They carry on with thoughts and memories of Love with their spirits forever and always, as do I.
To an American heroPosted on 4/7/05 - by Don Tolle tollesDB@aol.comEven though I didn't know Larry Milton Kelley personally, it does not lessen my considering him a hero. I spent 4 years in the Korean War and I have this to say "When you are being shot at, you are a hero if you come back or not." I knew his brother Hank Kelley and if Larry was anywhere like Hank than America lost a good man.MORE
Memorial ServicePosted on 5/2/04 - by James Kelley, SCPO USN Retired email@example.comMemorial Services were held on April 7, 1969 for SGT Milton Larry Kelley and 10 other Sky Soliers from Lima Platoon, Bravo Company, 3/503/173d.MORE
Perhaps it dosen't matter much;
Still if I had my choice
I'd want a grave, 'mongst soldiers when
At last death quells my voice.
I'm sick of the hypocrisy or lectures of the wise.
I'll take the man, with all the flaws, Who goes through scared, and dies.
The troops I knew were commonplace
They didn't want the war;
They fought because their Fathers and their Father before.
They Cursed and killed and wept...
They're easy to deride... But bury me with men like these; they faced the guns and died.
Its funny when you think of it, The way we got along.
We'd come from different worlds
To live in one where no one belongs.
I didn't even like them all;
I'm sure they'd all agree.
Yet I gave my life for them,
I know some did for me.
So bury me with soldiers, please,
Though much maligned they be.
Yes bury me with soldiers, for I miss their company.
We'll not soon see their likes again;
We've had our fill of war.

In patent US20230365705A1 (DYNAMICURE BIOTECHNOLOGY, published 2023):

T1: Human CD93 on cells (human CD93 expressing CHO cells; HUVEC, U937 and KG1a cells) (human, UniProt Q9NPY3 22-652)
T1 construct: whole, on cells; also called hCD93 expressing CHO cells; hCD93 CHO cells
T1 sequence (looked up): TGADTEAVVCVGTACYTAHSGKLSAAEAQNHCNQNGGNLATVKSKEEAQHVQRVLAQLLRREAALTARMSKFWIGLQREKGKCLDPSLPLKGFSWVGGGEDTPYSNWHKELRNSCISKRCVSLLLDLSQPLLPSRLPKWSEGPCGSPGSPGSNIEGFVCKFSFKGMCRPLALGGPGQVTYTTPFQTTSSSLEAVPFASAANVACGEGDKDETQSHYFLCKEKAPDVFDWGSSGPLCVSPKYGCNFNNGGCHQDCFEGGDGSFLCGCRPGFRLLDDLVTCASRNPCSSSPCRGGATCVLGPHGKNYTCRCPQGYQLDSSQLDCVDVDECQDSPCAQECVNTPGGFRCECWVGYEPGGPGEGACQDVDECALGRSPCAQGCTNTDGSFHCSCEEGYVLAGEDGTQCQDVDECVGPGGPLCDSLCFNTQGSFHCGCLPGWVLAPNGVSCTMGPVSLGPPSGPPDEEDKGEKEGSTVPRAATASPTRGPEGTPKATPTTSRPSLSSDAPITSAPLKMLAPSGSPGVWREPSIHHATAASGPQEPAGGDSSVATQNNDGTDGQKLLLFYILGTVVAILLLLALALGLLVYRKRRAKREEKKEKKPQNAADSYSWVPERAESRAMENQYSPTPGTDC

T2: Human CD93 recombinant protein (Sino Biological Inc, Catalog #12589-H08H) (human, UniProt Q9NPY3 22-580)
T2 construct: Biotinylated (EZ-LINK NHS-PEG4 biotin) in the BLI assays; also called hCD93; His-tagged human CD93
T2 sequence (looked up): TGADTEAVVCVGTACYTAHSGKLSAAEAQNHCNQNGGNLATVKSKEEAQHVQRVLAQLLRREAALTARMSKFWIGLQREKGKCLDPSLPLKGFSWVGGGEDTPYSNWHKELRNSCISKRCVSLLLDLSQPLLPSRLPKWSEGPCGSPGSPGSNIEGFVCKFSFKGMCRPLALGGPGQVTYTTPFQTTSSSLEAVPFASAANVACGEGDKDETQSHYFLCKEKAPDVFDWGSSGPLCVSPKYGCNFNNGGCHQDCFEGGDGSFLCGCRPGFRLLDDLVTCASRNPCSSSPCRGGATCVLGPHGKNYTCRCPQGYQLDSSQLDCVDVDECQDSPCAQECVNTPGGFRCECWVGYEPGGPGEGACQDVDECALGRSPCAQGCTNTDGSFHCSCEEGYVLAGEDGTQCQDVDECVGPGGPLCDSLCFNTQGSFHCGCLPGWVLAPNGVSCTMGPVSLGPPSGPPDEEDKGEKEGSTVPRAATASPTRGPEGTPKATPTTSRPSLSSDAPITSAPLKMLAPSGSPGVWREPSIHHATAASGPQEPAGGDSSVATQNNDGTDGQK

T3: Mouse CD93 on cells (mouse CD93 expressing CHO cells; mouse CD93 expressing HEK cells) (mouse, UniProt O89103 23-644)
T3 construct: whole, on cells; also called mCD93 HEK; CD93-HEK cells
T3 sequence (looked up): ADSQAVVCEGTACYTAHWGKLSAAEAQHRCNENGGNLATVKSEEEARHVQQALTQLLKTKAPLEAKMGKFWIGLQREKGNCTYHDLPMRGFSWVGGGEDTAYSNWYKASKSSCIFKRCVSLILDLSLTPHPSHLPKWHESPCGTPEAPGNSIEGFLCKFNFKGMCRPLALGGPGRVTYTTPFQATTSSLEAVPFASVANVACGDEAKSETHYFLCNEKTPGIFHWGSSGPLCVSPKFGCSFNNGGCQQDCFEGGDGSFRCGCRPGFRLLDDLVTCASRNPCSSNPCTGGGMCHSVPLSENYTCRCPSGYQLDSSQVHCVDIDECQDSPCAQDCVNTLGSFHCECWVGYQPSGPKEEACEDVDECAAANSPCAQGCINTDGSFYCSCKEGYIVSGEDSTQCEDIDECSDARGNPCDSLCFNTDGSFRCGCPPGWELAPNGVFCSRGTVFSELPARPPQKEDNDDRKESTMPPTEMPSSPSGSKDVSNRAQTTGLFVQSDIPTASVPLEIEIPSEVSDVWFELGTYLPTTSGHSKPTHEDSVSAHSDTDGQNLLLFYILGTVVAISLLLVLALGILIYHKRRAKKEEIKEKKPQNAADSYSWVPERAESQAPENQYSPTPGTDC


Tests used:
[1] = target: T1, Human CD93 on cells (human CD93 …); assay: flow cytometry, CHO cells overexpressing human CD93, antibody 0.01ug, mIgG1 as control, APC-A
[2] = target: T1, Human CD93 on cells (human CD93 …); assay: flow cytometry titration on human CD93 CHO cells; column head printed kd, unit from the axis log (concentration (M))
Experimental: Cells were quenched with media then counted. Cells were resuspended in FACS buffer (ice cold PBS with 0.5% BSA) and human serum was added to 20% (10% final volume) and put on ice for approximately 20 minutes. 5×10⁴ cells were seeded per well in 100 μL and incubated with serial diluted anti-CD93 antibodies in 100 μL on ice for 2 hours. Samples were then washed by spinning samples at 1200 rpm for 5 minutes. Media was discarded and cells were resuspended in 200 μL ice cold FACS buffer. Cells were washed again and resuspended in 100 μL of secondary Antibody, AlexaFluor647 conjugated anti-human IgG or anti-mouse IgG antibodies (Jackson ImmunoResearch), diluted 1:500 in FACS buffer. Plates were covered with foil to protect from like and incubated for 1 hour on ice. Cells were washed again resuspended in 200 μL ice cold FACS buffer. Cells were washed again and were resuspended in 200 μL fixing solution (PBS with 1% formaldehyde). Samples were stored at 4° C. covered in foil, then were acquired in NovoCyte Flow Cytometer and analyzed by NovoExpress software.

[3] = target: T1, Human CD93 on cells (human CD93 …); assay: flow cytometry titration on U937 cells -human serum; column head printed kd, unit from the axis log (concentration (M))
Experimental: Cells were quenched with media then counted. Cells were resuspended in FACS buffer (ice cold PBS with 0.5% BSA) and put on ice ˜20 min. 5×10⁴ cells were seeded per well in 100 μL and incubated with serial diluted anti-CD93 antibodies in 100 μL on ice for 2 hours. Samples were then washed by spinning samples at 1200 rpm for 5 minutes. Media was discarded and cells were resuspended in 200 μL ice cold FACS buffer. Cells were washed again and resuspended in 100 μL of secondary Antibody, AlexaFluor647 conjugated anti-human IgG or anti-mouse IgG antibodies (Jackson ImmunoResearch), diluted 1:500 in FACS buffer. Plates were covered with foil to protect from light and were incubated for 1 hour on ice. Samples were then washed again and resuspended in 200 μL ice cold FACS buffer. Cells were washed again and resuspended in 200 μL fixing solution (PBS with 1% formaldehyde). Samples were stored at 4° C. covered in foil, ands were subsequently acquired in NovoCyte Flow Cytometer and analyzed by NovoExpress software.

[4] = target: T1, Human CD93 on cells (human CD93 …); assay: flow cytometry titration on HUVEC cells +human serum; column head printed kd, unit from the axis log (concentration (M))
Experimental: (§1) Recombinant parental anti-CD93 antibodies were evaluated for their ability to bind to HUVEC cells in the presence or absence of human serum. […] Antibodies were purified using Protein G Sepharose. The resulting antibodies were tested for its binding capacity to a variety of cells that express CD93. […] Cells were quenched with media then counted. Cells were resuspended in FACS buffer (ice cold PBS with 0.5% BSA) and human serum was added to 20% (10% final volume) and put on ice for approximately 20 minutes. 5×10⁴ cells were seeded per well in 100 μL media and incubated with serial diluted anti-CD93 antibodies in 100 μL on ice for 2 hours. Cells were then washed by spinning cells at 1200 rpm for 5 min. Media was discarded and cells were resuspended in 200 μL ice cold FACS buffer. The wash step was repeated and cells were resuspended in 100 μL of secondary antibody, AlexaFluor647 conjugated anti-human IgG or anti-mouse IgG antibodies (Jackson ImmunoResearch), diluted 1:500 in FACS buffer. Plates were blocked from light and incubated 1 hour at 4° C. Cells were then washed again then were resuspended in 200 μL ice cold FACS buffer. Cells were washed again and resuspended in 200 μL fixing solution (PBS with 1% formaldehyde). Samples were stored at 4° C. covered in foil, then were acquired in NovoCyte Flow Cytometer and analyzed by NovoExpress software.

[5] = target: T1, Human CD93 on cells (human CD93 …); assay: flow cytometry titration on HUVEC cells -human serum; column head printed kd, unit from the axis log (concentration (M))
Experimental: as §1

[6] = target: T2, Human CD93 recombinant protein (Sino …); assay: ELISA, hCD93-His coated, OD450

But bury me with men like them
Till someone else does more."
NATIVE AMERICAN PRAYERPosted on 3/30/04 - by Chris Spencer firstname.lastname@example.orgIt is said a man hasn't died as long as he is remembered. This prayer is a way for families, friends and fellow veterans to remember our fallen brothers and sisters. Do not stand at my grave and weep I am not there, I do not sleep. I am a thousand winds that blow, I am the diamond glints on snow. I am the sunlight on ripened grain, I am the gentle autumn rain. When you awaken in the morning hush, I am the swift, uplifting rush of quiet birds in circled flight, I am the stars that shine at night. Do not stand at my grave and cry, I am not there, I did not die.MORE
Remembering you.Posted on 4/7/03 - by Michelle SchlattmanOur country is forever grateful for you and what you have done for us. You will always be charished in our hearts.
The Wall of Faces
Brought to you by the organization that built The Wall, the Vietnam Veterans Virtual Memorial Wall is dedicated to honoring, remembering and sharing the legacies of all those who died in the Vietnam War. Here you can go beyond the names on The Wall to see the faces, share the stories and read the remembrances posted by friends, neighbors, classmates and family members.
All of these photos will be showcased in The Education Center at The Wall on the National Mall in Washington, D.C. To learn more about the effort to collect these photos and ensure their faces will never be forgotten, visit www.buildthecenter.org.